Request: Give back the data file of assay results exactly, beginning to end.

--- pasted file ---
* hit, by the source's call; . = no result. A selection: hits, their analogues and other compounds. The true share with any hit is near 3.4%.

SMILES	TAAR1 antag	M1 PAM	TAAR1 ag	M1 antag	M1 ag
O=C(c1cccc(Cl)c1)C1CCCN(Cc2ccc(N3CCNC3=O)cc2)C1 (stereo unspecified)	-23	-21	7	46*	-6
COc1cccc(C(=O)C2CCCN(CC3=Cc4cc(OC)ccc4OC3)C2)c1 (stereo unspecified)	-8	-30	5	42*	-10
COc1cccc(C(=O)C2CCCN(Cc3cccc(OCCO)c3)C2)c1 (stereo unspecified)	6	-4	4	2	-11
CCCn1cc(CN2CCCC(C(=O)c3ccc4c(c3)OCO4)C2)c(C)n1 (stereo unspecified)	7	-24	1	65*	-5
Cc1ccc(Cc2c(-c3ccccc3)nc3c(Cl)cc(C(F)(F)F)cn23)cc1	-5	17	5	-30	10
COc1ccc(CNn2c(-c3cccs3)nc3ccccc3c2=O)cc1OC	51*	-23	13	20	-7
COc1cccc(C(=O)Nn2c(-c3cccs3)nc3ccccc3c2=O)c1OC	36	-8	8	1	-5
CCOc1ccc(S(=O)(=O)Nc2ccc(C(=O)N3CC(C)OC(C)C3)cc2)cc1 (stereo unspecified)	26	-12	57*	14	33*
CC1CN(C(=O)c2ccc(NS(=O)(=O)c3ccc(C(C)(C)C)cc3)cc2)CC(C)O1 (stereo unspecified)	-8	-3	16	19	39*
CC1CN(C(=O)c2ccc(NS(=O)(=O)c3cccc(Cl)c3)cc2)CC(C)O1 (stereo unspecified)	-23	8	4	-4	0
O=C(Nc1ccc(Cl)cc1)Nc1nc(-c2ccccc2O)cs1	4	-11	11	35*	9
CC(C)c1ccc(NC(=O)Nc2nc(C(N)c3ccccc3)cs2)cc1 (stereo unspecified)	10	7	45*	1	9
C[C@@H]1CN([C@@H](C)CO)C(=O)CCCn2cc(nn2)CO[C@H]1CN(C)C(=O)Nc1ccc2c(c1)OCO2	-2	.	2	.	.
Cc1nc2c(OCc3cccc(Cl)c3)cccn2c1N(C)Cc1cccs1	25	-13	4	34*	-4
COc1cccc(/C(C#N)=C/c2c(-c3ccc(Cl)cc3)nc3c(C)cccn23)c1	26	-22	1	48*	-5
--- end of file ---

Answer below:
* hit, by the source's call; . = no result. A selection: hits, their analogues and other compounds. The true share with any hit is near 3.4%.

SMILES	TAAR1 antag	M1 PAM	TAAR1 ag	M1 antag	M1 ag
O=C(c1cccc(Cl)c1)C1CCCN(Cc2ccc(N3CCNC3=O)cc2)C1 (stereo unspecified)	-23	-21	7	46*	-6
COc1cccc(C(=O)C2CCCN(CC3=Cc4cc(OC)ccc4OC3)C2)c1 (stereo unspecified)	-8	-30	5	42*	-10
COc1cccc(C(=O)C2CCCN(Cc3cccc(OCCO)c3)C2)c1 (stereo unspecified)	6	-4	4	2	-11
CCCn1cc(CN2CCCC(C(=O)c3ccc4c(c3)OCO4)C2)c(C)n1 (stereo unspecified)	7	-24	1	65*	-5
Cc1ccc(Cc2c(-c3ccccc3)nc3c(Cl)cc(C(F)(F)F)cn23)cc1	-5	17	5	-30	10
COc1ccc(CNn2c(-c3cccs3)nc3ccccc3c2=O)cc1OC	51*	-23	13	20	-7
COc1cccc(C(=O)Nn2c(-c3cccs3)nc3ccccc3c2=O)c1OC	36	-8	8	1	-5
CCOc1ccc(S(=O)(=O)Nc2ccc(C(=O)N3CC(C)OC(C)C3)cc2)cc1 (stereo unspecified)	26	-12	57*	14	33*
CC1CN(C(=O)c2ccc(NS(=O)(=O)c3ccc(C(C)(C)C)cc3)cc2)CC(C)O1 (stereo unspecified)	-8	-3	16	19	39*
CC1CN(C(=O)c2ccc(NS(=O)(=O)c3cccc(Cl)c3)cc2)CC(C)O1 (stereo unspecified)	-23	8	4	-4	0
O=C(Nc1ccc(Cl)cc1)Nc1nc(-c2ccccc2O)cs1	4	-11	11	35*	9
CC(C)c1ccc(NC(=O)Nc2nc(C(N)c3ccccc3)cs2)cc1 (stereo unspecified)	10	7	45*	1	9
C[C@@H]1CN([C@@H](C)CO)C(=O)CCCn2cc(nn2)CO[C@H]1CN(C)C(=O)Nc1ccc2c(c1)OCO2	-2	.	2	.	.
Cc1nc2c(OCc3cccc(Cl)c3)cccn2c1N(C)Cc1cccs1	25	-13	4	34*	-4
COc1cccc(/C(C#N)=C/c2c(-c3ccc(Cl)cc3)nc3c(C)cccn23)c1	26	-22	1	48*	-5